Holwell was taken aback. Omichand's character has made a complete volte face. As long as he could remember, the fat Marwari always rubbed his hands, bowed excessively as much as he could and frequently, whenever he had to do any dealings with the white sahibs. This was a very different Omichand!
Being at least the acting Governor he said, “We need your help. I am asking you to write a letter to Raja Manikchand please.”
“What for?” asked Omichand his brows now wrinkled in disgust.
“Just to tell him that those of us who are left in the fort do not wish to fight,” pleaded Holwell. “We shall surrender unconditionally. All of us will even pack our bags and leave India never to come back if that is what the suba wants.”
“Ah!” exclaimed Omichand. “I am to be beaten with a slipper by a low caste Hindu. I am to be thrown into an unclean cell like a common criminal. I am not even allowed a cook to prepare my meals. I am prevented from bathing in Mother Ganga. And now you expect me to write letters for you. I hope the nabab destroys the lot of you”
“A great injustice has been done,” said Holwell. He turned to Krisna Das and repeated himself. Krisna Das turned his head away and continued his sullen posture.
“They are not the lions after all!” said Omichand turning to Krisna Das.
“They are jackals,” spoke Krisna Das at last.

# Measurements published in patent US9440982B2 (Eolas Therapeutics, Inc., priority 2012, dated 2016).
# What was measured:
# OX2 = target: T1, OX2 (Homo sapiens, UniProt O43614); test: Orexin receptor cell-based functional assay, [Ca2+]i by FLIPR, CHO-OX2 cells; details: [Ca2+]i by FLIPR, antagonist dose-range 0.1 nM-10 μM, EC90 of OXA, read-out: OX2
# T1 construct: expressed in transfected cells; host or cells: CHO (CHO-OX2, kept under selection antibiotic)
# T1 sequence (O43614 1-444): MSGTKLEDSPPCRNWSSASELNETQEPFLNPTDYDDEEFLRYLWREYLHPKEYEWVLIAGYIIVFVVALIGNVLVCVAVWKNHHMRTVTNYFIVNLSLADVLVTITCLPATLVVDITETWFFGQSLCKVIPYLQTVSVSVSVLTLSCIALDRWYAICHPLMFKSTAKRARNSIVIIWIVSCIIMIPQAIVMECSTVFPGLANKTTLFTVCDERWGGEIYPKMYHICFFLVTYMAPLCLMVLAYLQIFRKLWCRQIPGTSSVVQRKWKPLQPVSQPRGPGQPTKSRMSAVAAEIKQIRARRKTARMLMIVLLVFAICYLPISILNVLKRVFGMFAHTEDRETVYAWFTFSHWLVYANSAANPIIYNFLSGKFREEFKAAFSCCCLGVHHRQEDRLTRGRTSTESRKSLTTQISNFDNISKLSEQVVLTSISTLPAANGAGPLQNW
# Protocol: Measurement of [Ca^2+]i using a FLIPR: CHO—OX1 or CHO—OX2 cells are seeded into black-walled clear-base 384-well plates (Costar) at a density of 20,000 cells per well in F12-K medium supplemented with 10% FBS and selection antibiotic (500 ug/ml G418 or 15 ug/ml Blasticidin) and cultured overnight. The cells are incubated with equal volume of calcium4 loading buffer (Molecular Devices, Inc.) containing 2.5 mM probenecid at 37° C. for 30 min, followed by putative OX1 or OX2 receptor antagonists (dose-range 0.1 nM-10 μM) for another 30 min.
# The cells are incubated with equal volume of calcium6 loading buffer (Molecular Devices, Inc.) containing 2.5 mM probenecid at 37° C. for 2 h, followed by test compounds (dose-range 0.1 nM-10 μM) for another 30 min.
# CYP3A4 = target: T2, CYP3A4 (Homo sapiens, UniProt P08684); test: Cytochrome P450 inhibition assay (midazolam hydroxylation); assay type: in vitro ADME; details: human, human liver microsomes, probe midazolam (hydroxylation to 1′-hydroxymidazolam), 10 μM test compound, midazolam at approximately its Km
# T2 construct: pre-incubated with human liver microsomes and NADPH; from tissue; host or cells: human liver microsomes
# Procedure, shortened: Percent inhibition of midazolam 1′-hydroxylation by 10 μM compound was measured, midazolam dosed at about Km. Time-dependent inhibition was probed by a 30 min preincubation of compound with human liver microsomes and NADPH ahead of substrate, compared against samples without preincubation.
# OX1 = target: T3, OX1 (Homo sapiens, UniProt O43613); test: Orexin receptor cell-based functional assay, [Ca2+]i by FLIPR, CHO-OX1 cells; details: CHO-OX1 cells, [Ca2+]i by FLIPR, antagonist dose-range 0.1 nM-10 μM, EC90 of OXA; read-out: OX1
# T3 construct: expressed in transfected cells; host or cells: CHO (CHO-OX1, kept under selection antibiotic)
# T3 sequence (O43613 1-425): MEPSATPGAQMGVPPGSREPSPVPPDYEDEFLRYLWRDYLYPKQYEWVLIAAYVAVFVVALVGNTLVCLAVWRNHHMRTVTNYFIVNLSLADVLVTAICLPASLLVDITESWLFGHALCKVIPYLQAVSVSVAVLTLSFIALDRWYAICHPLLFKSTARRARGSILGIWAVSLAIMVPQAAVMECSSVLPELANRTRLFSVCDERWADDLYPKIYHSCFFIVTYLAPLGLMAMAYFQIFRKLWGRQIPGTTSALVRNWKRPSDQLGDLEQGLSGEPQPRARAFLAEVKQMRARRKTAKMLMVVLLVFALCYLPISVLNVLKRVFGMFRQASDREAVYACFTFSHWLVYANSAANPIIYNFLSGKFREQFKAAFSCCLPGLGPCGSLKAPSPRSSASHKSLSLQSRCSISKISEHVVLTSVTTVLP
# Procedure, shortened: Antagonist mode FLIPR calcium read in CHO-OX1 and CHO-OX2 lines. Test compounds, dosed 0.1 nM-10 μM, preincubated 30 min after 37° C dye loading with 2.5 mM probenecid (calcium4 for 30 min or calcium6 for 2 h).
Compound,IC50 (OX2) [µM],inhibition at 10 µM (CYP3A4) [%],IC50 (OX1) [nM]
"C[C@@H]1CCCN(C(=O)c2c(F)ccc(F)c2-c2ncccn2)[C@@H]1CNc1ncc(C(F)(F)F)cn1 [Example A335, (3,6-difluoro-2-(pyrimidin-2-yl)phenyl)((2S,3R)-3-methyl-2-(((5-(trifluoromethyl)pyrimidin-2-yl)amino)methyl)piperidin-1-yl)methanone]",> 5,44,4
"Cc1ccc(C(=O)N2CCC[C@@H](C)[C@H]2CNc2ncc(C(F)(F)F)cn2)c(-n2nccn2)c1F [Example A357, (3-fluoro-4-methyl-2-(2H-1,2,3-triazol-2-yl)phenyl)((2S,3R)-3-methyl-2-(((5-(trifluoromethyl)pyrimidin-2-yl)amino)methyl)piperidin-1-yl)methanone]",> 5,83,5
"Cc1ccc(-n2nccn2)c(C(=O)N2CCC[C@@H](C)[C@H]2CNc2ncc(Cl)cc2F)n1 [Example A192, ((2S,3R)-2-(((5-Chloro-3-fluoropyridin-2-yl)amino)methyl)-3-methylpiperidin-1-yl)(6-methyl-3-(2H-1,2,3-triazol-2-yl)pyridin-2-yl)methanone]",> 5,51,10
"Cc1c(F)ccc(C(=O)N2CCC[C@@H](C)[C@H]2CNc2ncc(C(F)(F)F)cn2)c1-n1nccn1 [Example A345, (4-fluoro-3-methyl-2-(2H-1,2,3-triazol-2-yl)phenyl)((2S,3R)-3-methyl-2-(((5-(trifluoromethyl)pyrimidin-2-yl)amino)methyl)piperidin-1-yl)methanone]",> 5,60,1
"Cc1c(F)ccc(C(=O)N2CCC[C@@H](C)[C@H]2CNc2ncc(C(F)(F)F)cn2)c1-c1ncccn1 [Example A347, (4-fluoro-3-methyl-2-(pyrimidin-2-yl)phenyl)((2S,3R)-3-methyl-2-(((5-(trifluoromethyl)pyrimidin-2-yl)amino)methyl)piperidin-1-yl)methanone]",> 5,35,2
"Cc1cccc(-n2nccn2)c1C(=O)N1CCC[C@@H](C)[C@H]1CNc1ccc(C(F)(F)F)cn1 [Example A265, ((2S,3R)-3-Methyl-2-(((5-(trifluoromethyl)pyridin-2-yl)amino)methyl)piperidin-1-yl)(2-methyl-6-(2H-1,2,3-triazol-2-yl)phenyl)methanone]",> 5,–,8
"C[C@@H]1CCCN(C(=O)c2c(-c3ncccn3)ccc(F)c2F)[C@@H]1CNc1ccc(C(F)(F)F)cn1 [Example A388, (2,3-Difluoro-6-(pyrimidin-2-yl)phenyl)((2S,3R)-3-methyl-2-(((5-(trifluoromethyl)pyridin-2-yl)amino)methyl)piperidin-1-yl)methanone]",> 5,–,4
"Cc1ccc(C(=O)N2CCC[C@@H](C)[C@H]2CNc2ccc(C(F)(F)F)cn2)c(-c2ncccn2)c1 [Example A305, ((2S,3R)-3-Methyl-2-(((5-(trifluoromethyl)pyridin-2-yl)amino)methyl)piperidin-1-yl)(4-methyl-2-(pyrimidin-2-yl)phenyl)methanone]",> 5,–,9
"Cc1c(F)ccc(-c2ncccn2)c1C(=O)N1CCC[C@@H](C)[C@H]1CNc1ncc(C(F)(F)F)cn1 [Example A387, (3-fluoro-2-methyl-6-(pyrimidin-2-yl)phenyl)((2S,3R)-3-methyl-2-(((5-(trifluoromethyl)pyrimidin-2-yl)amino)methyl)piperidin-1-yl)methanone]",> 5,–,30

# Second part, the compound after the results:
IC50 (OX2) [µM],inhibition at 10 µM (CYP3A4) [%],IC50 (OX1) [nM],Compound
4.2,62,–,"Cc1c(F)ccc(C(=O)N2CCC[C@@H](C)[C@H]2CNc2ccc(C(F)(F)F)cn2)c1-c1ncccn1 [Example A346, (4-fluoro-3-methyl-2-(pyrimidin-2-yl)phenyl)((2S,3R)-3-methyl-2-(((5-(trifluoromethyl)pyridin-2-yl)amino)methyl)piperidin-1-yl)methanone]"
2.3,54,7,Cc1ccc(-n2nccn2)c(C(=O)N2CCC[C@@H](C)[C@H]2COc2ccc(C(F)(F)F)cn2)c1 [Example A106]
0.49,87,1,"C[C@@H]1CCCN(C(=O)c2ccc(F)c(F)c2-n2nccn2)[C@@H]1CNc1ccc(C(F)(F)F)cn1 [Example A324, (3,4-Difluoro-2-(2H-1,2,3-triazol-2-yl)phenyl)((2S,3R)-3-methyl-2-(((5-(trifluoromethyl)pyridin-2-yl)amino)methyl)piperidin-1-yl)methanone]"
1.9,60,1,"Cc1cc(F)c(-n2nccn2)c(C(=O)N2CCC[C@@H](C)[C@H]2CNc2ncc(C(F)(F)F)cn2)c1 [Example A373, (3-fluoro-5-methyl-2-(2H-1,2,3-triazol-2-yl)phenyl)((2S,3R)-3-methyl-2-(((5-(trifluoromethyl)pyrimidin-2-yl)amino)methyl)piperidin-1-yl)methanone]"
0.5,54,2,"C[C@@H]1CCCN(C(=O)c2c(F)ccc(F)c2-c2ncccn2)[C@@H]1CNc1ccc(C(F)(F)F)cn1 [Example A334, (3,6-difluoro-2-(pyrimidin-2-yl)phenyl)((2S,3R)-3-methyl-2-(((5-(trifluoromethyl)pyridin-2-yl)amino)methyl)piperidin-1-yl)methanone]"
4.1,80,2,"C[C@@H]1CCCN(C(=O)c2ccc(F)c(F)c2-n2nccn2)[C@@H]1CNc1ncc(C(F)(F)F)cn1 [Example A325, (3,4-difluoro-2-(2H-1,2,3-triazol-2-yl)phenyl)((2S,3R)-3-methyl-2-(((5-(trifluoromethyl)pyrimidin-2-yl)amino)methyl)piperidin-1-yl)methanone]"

Omichand laughed; a contagious laughter which made Krisna Das beam with a smile. Holwell smiled embarrassingly. He was thinking. He had a letter in his pocket for General Rai Durlabh. A pact was made with him when the Indian army marched to Calcutta. The General promised that Holwell would be able to abscond provided the bribe to him personally was substantial. Holwell would do well to agree to a very large sum because the British did not stand a chance of winning against the military machine the nabab had mounted; not the nabab really but Mir Madan, Mohan Lal and Monsieur Jean Law. Holwell wrote the letter which he kept hidden in his pocket which was a reminder to Rai Durlabh doubling the amount of bribe but now Holwell was sure that it would be imprudent to send any letter that may incriminate him by Omichand. He was a wily native after all, prone to dissembling, treachery and back stabbing. He was in a quandary. He wished that bright young William Tooke was here but the fellow absconded soon after Drake. An idea came to him. He said to Omichand, “Do you know I am the Governor now?”
“How?” came the unexpected query from the Marwari merchant.
“Well, I'll tell you what happened. That Drake was a coward and totally self-centred. At the first sign of trouble he took off with the money. We did not stop him. None of us were happy with him you see. I can tell you this. If I knew what he did to you, there would have been a rebellion. You, Sir, are a very respected citizen of Calcutta. You are wealthy, generous and religious. How could a sane person do anything to offend you!”
The current Governor's grovelling had the desired effect. A British Governor calling him 'Sir'! He took an unobtrusive glance at Krisna Das to make sure that the young man heard His Excellency, the Governor of Fort William.
Holwell broke the silence. He said, “Drake is in disgrace for ever. It will be a few months but the Company directors in London will hear about him abandoning fort and running off with the money. I will not be surprised if the money from him is recovered and he ends up a pauper. He won't even have the wherewithal to pay his fare to book his passage home to England. He hates India and the Indians. Where would he go? What would he do for a living?”